For any alternative performance measure to be understandable, we said that we expect the disclosures to contain enough contextual information for a reader to understand what the alternative performance measure is (that is, the principles supporting it) and why it has been included in the annual report.

We generally expect the alternative performance measure to be disclosed outside the financial statements or in the notes to the financial statements, and for any commentary on the alternative performance measure to be balanced with commentary on information based on NZ GAAP.

Underlying profit disclosures by State-owned enterprises in 2011

We reviewed the underlying profit disclosures made in the 2011 annual reports of SOEs.14 Underlying profit disclosures are usually reported by entities with a commercial focus, and SOEs are the main entities in central government that have a commercial focus.

The purpose of our review was to gauge the level of reporting of underlying or "normalised" profit within the SOE sector and assess how clear those disclosures were.

About half of the SOEs reported underlying profit in their annual reports, using a range of reporting practices. Some included it in their financial statements, while others included that information in commentary accompanying the financial statements. In our view, these SOEs were trying to provide readers with some additional insight into how the SOEs' performance should be judged.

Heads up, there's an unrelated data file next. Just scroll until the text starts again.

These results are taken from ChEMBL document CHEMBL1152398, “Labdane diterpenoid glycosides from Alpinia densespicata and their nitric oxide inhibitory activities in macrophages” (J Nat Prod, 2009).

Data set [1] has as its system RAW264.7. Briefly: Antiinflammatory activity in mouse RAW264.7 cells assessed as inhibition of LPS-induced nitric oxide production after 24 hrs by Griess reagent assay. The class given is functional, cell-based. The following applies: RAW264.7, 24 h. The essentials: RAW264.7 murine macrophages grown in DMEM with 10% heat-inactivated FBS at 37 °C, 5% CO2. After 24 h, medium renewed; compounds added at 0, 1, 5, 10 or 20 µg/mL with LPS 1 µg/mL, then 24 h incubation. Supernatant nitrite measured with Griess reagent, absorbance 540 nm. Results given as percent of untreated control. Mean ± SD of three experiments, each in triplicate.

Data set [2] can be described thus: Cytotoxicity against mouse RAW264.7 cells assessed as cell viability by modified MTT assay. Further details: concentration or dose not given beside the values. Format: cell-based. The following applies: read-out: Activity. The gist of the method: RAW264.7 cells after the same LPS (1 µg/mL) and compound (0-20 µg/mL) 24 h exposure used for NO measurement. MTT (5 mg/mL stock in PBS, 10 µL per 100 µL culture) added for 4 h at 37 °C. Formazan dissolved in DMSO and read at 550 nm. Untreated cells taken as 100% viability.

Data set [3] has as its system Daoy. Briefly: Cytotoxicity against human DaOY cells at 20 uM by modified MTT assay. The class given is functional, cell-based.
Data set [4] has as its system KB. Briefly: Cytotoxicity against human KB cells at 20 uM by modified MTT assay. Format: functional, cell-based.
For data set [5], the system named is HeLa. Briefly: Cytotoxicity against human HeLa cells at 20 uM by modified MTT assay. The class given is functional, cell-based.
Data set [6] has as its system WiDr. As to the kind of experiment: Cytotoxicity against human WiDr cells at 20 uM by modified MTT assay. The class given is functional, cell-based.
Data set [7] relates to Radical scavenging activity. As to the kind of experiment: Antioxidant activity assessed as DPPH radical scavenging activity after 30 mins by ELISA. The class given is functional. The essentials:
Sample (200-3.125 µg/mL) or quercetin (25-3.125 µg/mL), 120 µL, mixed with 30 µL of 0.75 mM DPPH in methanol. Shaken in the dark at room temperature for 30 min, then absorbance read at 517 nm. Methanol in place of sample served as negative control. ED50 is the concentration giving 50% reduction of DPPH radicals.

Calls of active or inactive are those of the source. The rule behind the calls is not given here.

These SOEs did a reasonably good job of disclosing how they calculated underlying profit and how that profit related to the information in the financial statements. However, in our view, there is room for greater clarity.

What next?

We will continue to work with SOEs and our auditors, as appropriate, where we consider that improvements can be made to the disclosures about underlying profit (in keeping with the principles set out in paragraph 3.7).

We will watch developments with the reporting of alternative performance measures (such as underlying profit) in the private sector, where the practice is more widespread. If necessary, we will revise our expectations for "for-profit" entities in the public sector. We want to ensure that practice in the public sector is appropriately aligned to practice in the private sector, given that entities in the public sector making such disclosures have a commercial focus.

As well as keeping up with developments in reporting alternative performance measures in New Zealand, we will watch what is happening internationally, especially in Australia. We note that the Australian Securities and Investments Commission issued a regulatory guide (No. 230) in December 2011, entitled Disclosing non-IFRS financial information.

The Financial Markets Authority has said that it intends to consult on a draft regulatory guide on disclosing alternative performance measures and other information prepared other than in keeping with approved financial reporting standards. We look forward to seeing the draft regulatory guide.

13: NZ GAAP includes applicable financial reporting standards issued by the New Zealand Accounting Standards Board, which is a sub-board of the External Reporting Board. NZ GAAP establishes requirements for preparing financial statements in New Zealand.

14: We included Air New Zealand with SOEs for the purposes of our review.